Defendants, having been convicted of robbery, have moved for a new trial or judgment of acquittal, alleging fatal variance between the indictment, which charged the property taken was that of the complaining witness, and the proof, which by the prosecution's evidence was that the property was jointly owned with her husband, and by the testimony of the husband offered by the defense belonged to him.
By robbery as defined by the statute, D.C.Code, § 22-2901, which is silent as to the ownership of the property taken, is meant robbery in the usual common-law term as expanded to include sudden or stealthy seizure or snatching. Neufield v. United States, 1941, 73 App.D.C. 174, 118 F.2d 375, certiorari denied Ruben v. United States, 315 U.S. 798, 62 S. Ct. 580, 86 L. Ed. 1199. Although robbery at common law is a species of aggravated larceny, the gist of the offense is a crime against the person, as larceny is an offense against the possession. Neufield v. United States, supra. Although it may be necessary that the ownership of the property be alleged in the indictment, United States v. McNemara, 1812, 26 Fed.Cas. page 1132, No. 15,701, 2 D.C. 45, 2 Cranch C.C. 45, this is to show the property was in some one else other than the accused, State v. Sawyer, 1944, 224 N.C. 61, 29 S.E.2d 34, and to describe the property taken, Lamb v. Commonwealth, 1937, 266 Ky. 561, 99 S.W.2d 441. Accordingly a variance between indictment and proof as to ownership of property in a robbery is not material so long as the offense is otherwise described with sufficient certainty to identify the act of robbery and to establish that the property was in the immediate actual possession of the person robbed. People v. Leach, 1948, 398 Ill. 515, 76 N.E.2d 425; State v. Fitzsimmons, 1936, 338 Mo. 230, 89 S.W.2d 670; Howell v. State, 1935, 26 Ala.App. 612, 164 So. 764; People v. Smith, 1926, 78 Cal.App. 68, 248 P. 261.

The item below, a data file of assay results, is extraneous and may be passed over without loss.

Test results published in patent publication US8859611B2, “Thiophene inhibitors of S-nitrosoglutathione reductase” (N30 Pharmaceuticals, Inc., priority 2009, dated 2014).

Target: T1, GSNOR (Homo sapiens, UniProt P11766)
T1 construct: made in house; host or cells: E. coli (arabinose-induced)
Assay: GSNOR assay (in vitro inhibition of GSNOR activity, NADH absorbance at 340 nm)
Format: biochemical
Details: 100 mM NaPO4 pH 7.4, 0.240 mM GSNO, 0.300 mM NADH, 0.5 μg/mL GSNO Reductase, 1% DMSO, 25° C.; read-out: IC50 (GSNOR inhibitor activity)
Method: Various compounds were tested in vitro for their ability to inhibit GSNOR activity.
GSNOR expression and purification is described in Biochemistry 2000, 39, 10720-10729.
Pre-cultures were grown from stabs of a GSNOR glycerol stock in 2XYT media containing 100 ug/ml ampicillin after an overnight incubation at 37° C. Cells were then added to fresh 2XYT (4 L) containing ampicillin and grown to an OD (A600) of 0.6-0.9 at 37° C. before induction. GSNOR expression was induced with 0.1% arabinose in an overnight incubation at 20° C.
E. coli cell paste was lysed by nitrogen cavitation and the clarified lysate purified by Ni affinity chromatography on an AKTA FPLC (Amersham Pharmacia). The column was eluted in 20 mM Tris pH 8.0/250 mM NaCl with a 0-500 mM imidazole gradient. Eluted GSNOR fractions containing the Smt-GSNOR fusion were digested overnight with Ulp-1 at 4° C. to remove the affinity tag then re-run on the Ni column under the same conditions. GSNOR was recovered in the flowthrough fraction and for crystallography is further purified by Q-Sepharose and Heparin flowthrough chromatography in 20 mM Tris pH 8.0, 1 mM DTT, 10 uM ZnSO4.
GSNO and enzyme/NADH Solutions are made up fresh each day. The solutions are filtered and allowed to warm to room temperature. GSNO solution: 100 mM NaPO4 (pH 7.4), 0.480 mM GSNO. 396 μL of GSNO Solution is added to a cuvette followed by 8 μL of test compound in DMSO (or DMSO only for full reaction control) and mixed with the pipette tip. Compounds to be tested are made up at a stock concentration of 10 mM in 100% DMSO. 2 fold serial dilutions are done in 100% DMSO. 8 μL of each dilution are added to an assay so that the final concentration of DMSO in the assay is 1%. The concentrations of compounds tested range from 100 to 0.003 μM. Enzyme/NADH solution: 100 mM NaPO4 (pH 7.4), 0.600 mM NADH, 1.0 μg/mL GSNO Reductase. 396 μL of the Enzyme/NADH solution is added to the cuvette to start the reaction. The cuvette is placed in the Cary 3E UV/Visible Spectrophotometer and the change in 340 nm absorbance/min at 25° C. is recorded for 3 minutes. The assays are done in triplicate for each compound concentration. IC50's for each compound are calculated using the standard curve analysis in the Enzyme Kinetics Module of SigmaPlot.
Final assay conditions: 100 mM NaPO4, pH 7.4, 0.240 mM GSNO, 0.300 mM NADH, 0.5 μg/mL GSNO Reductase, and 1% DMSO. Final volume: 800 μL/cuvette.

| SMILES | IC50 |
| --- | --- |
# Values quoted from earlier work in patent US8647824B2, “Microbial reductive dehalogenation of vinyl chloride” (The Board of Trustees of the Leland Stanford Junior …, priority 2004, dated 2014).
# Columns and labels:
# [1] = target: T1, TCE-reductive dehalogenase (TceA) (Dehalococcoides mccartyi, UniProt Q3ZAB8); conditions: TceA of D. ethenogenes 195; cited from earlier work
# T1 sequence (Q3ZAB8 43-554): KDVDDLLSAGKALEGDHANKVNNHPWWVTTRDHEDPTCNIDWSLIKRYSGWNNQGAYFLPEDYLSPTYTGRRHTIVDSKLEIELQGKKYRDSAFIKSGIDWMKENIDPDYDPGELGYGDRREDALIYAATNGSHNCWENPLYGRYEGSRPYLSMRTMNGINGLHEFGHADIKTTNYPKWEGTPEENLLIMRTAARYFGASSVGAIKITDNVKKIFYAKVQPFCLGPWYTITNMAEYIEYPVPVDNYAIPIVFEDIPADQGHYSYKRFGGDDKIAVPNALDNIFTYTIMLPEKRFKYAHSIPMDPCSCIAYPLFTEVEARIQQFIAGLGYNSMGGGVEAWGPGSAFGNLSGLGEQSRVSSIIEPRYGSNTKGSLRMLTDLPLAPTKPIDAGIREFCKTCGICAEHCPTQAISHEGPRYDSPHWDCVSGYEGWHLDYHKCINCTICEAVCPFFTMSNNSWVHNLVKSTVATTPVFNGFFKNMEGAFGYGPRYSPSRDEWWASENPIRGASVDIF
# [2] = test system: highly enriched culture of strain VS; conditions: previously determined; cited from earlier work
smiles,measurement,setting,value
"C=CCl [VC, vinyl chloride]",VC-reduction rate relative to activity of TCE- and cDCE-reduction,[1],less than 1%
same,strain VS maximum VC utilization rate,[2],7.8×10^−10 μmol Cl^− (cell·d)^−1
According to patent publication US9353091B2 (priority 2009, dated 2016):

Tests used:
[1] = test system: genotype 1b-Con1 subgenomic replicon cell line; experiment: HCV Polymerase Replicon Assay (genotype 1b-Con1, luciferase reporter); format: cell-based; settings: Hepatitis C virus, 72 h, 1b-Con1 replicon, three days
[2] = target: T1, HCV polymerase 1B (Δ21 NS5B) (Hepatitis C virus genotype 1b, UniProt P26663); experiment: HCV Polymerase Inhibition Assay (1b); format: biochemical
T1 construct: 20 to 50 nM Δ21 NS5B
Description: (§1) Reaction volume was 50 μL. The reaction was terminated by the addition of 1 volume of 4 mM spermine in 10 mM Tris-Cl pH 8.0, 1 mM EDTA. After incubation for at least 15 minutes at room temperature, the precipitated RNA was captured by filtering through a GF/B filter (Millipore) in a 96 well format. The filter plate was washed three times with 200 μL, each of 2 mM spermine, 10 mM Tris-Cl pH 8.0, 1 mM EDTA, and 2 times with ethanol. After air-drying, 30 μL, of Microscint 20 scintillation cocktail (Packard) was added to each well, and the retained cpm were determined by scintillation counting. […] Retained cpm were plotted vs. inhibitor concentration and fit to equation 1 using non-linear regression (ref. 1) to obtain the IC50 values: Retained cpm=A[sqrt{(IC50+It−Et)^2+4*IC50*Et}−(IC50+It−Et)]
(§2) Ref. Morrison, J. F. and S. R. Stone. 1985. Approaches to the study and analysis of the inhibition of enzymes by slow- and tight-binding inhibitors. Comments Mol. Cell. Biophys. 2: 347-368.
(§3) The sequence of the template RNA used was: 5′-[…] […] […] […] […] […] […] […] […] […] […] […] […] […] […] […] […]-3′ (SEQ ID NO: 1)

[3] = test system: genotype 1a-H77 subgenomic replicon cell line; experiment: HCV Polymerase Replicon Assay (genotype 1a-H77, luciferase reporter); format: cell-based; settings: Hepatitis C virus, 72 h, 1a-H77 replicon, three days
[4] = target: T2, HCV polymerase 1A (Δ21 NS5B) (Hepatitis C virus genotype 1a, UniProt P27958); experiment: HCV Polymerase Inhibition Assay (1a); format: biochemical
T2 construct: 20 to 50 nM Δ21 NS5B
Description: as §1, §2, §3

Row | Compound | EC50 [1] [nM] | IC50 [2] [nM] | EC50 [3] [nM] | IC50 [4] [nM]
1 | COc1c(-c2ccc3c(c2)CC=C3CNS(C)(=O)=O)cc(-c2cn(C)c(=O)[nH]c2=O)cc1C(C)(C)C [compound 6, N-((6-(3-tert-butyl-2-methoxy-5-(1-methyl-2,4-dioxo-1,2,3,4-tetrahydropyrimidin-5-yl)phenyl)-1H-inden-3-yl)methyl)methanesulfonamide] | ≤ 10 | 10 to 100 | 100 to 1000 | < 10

The Court being of opinion that the verdict is not contrary to the weight of the evidence, and that upon the evidence a reasonable mind might fairly conclude guilt beyond a reasonable doubt, the motion of the defendants for a new trial or for judgment of acquittal will accordingly be denied.